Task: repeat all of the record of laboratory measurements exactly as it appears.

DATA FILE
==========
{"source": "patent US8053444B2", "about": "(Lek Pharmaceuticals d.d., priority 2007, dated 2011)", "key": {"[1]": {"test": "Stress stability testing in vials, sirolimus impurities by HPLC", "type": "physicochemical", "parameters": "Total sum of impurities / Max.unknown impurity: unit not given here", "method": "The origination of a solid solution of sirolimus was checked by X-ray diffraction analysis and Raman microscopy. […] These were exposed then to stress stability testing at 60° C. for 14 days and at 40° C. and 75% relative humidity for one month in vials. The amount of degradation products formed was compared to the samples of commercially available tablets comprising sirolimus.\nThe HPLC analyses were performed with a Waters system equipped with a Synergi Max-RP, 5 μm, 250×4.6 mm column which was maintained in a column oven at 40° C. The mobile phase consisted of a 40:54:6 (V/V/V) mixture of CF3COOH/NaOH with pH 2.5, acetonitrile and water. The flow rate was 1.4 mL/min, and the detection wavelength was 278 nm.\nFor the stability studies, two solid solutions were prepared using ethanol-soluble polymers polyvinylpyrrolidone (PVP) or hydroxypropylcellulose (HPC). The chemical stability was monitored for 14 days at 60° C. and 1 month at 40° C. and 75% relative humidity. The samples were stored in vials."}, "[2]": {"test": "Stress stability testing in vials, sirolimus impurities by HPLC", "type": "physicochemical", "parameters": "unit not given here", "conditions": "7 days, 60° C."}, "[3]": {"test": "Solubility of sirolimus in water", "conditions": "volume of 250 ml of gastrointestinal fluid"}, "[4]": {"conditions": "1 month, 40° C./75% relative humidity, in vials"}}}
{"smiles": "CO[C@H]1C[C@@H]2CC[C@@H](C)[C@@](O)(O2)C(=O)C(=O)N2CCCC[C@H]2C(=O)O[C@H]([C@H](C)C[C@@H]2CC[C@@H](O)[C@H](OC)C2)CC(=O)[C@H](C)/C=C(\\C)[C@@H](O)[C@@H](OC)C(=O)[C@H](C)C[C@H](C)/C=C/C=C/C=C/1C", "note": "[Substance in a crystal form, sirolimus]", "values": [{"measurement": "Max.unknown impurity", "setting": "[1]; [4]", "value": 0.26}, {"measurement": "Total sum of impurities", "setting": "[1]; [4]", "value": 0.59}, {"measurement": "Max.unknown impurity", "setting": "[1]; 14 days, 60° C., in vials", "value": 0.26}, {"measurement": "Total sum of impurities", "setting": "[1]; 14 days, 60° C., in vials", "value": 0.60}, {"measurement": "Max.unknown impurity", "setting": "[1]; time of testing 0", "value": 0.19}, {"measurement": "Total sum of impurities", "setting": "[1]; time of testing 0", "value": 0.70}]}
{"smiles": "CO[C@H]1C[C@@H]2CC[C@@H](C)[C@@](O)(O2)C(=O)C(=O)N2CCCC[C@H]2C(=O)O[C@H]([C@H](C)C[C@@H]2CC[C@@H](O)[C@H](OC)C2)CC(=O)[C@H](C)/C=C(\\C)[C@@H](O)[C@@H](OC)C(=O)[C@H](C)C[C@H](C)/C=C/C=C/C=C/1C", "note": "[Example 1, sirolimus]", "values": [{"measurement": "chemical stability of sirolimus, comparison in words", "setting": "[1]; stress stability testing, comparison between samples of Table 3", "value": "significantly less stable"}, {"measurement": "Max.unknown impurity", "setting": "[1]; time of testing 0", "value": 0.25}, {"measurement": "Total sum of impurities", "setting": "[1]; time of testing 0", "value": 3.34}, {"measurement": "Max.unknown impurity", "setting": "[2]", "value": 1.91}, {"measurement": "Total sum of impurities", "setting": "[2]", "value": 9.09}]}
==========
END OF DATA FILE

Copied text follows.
{"source": "patent US8053444B2", "about": "(Lek Pharmaceuticals d.d., priority 2007, dated 2011)", "key": {"[1]": {"test": "Stress stability testing in vials, sirolimus impurities by HPLC", "type": "physicochemical", "parameters": "Total sum of impurities / Max.unknown impurity: unit not given here", "method": "The origination of a solid solution of sirolimus was checked by X-ray diffraction analysis and Raman microscopy. […] These were exposed then to stress stability testing at 60° C. for 14 days and at 40° C. and 75% relative humidity for one month in vials. The amount of degradation products formed was compared to the samples of commercially available tablets comprising sirolimus.\nThe HPLC analyses were performed with a Waters system equipped with a Synergi Max-RP, 5 μm, 250×4.6 mm column which was maintained in a column oven at 40° C. The mobile phase consisted of a 40:54:6 (V/V/V) mixture of CF3COOH/NaOH with pH 2.5, acetonitrile and water. The flow rate was 1.4 mL/min, and the detection wavelength was 278 nm.\nFor the stability studies, two solid solutions were prepared using ethanol-soluble polymers polyvinylpyrrolidone (PVP) or hydroxypropylcellulose (HPC). The chemical stability was monitored for 14 days at 60° C. and 1 month at 40° C. and 75% relative humidity. The samples were stored in vials."}, "[2]": {"test": "Stress stability testing in vials, sirolimus impurities by HPLC", "type": "physicochemical", "parameters": "unit not given here", "conditions": "7 days, 60° C."}, "[3]": {"test": "Solubility of sirolimus in water", "conditions": "volume of 250 ml of gastrointestinal fluid"}, "[4]": {"conditions": "1 month, 40° C./75% relative humidity, in vials"}}}
{"smiles": "CO[C@H]1C[C@@H]2CC[C@@H](C)[C@@](O)(O2)C(=O)C(=O)N2CCCC[C@H]2C(=O)O[C@H]([C@H](C)C[C@@H]2CC[C@@H](O)[C@H](OC)C2)CC(=O)[C@H](C)/C=C(\\C)[C@@H](O)[C@@H](OC)C(=O)[C@H](C)C[C@H](C)/C=C/C=C/C=C/1C", "note": "[Substance in a crystal form, sirolimus]", "values": [{"measurement": "Max.unknown impurity", "setting": "[1]; [4]", "value": 0.26}, {"measurement": "Total sum of impurities", "setting": "[1]; [4]", "value": 0.59}, {"measurement": "Max.unknown impurity", "setting": "[1]; 14 days, 60° C., in vials", "value": 0.26}, {"measurement": "Total sum of impurities", "setting": "[1]; 14 days, 60° C., in vials", "value": 0.60}, {"measurement": "Max.unknown impurity", "setting": "[1]; time of testing 0", "value": 0.19}, {"measurement": "Total sum of impurities", "setting": "[1]; time of testing 0", "value": 0.70}]}
{"smiles": "CO[C@H]1C[C@@H]2CC[C@@H](C)[C@@](O)(O2)C(=O)C(=O)N2CCCC[C@H]2C(=O)O[C@H]([C@H](C)C[C@@H]2CC[C@@H](O)[C@H](OC)C2)CC(=O)[C@H](C)/C=C(\\C)[C@@H](O)[C@@H](OC)C(=O)[C@H](C)C[C@H](C)/C=C/C=C/C=C/1C", "note": "[Example 1, sirolimus]", "values": [{"measurement": "chemical stability of sirolimus, comparison in words", "setting": "[1]; stress stability testing, comparison between samples of Table 3", "value": "significantly less stable"}, {"measurement": "Max.unknown impurity", "setting": "[1]; time of testing 0", "value": 0.25}, {"measurement": "Total sum of impurities", "setting": "[1]; time of testing 0", "value": 3.34}, {"measurement": "Max.unknown impurity", "setting": "[2]", "value": 1.91}, {"measurement": "Total sum of impurities", "setting": "[2]", "value": 9.09}]}